A very wavy chairlift went to the top… No Thank you! So we walked up the steepest footpaths we have ever seen! A lovely bush walk circuit at the top gave great views and lots of wildlife.

Back in the town we followed the interesting heritage trail, and visited the home of Australia’s first, and much loved Australian prime Minister, Joe Lyons. His wife Enid was a real character, and became an MP herself in 1943. She was an ardent supporter of women’s rights and equality generally, and a lot of her ideas would resonate today.

They also sell the best icecream EVER!

From here, we drove back westwards, stopping at Rocky Cape National Park, with aboriginal caves and great views.

Lastly, an evening riverside walk in Fernglade reserve, where there was an outside chance we might see the elusive platypus. Not today.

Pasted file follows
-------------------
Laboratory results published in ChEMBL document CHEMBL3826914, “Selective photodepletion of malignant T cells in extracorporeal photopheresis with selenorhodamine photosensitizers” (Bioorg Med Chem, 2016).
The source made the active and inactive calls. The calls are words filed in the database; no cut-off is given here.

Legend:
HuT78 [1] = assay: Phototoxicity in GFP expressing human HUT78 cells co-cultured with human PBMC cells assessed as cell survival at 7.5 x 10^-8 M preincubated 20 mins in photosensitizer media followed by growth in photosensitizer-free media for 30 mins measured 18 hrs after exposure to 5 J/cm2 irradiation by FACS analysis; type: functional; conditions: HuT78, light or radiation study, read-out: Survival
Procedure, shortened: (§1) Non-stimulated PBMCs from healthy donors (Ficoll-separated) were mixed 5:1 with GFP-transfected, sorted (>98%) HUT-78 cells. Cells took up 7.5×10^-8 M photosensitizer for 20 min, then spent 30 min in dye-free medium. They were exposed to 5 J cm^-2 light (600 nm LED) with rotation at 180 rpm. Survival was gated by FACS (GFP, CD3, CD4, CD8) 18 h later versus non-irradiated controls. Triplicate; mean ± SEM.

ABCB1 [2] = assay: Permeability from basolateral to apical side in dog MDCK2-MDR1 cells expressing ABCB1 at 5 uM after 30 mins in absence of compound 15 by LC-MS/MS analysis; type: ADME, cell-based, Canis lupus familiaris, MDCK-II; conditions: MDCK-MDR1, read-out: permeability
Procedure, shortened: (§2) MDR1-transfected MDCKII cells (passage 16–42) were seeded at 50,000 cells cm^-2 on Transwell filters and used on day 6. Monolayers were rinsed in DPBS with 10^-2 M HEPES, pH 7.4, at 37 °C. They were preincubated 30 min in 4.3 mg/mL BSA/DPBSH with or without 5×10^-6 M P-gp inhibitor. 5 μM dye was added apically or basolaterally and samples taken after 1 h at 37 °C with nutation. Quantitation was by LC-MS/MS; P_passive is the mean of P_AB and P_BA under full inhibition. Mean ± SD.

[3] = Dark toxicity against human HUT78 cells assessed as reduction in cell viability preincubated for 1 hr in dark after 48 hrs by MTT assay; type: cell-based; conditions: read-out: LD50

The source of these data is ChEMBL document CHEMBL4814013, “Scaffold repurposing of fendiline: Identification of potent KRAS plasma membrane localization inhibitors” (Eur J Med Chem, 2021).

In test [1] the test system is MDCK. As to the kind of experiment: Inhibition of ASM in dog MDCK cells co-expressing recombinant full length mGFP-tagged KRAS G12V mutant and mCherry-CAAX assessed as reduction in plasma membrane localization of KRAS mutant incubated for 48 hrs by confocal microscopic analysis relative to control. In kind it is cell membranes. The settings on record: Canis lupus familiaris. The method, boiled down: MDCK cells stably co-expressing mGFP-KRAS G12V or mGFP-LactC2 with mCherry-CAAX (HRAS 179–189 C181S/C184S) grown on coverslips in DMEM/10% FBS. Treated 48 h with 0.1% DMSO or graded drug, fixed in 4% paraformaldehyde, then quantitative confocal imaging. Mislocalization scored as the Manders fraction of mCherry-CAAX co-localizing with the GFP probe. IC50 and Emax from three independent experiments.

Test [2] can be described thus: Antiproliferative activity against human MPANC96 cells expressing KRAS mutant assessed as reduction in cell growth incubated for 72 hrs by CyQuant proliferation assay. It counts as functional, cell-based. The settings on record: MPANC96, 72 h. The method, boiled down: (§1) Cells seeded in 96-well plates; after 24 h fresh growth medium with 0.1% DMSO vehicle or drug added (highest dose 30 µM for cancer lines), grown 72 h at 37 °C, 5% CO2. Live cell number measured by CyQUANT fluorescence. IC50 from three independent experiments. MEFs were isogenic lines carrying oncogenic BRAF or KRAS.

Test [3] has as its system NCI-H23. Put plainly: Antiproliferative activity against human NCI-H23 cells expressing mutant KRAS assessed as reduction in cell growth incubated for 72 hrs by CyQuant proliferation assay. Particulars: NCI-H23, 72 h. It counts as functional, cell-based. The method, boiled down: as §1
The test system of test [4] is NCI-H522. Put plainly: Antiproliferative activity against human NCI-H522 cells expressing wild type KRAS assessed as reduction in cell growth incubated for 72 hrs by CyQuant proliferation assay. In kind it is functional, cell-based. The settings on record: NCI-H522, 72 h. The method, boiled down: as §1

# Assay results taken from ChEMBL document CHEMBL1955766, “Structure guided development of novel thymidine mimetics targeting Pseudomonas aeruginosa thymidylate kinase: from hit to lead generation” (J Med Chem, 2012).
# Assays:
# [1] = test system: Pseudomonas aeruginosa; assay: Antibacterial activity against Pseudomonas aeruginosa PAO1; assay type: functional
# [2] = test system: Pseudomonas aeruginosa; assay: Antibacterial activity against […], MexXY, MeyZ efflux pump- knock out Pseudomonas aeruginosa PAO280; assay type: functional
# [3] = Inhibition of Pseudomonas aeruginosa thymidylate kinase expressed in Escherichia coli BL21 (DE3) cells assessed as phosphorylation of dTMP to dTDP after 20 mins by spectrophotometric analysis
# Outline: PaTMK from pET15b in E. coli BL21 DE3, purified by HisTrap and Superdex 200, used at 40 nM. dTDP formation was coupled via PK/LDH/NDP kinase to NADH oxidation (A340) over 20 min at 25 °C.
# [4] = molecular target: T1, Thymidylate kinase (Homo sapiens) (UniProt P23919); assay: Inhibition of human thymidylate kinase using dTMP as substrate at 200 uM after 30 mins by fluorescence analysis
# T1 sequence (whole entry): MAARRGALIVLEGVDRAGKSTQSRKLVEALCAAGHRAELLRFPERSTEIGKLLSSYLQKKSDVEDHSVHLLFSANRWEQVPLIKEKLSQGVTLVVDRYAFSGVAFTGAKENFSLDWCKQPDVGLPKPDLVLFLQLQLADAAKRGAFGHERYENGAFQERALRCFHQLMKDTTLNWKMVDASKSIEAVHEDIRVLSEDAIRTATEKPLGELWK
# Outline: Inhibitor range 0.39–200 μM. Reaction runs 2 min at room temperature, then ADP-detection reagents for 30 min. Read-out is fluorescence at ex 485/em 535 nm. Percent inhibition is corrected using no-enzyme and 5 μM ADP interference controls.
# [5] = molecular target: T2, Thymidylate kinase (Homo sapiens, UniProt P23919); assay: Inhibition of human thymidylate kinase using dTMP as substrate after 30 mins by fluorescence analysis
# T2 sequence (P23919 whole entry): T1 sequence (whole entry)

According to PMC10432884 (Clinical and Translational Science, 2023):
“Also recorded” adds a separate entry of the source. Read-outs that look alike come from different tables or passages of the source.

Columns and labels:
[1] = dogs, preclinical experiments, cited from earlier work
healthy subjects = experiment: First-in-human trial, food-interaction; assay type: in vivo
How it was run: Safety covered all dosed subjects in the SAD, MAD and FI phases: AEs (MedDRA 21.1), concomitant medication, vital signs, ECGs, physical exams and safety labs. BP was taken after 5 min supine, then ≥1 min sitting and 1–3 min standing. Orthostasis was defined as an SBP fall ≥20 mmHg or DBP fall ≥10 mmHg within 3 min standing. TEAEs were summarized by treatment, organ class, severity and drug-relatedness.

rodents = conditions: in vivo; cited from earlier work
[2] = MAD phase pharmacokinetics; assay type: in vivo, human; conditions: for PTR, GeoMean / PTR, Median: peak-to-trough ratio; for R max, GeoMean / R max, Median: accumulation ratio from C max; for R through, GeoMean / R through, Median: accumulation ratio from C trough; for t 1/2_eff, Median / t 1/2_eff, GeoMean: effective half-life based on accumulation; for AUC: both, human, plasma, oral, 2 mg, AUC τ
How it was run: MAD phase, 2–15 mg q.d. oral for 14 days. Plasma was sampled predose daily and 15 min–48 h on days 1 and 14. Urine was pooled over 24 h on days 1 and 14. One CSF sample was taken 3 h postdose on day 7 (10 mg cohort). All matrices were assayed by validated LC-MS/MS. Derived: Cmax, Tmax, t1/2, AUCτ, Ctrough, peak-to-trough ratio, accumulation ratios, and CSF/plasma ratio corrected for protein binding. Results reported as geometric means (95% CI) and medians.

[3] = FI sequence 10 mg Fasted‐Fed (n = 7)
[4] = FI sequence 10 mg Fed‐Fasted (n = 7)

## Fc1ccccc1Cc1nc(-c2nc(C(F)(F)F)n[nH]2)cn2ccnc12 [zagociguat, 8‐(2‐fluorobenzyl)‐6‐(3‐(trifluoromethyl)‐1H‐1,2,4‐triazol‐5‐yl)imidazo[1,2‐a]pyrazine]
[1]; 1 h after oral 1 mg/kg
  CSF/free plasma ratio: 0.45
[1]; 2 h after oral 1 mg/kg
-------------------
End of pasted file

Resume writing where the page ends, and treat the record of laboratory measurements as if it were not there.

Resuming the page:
Our Air bnb was awesome. A little cabin in the dunes with a path to the beach.

The stars were incredible from here – we could see the Milky Way so clearly in the absence of light pollution. Our host had left bacon and eggs from her ‘chooks’, so we had a great breakfast!

Our final full day. We needed to drive 250 miles, plus we had 2 stops to make. Firstly at the Bonorong Wildlife sanctuary which takes in injured and orphaned native species for medical care and rehabilitation, with the ultimate aim to return them to the wild. To raise money you can book a 10 minute experience with certain creatures. We chose a wombat and a Tawny Frogmouth. It was just the two of us! The tawny frogmouth is a fascinating bird which is nocturnal, and during the day mimics a gum tree branch while it sleeps. We were able to hand feed 2 visually impaired birds who had been in car accidents!

Then, the highlight of the trip for me! 10 minutes with Maria.. a wombat who was orphaned. You cannot pick her up but if she comes to you that’s fine. We were able to feed her. Suddenly she was climbing on my lap. A beautiful glimpse of a lovely animal. Even Chris was smitten!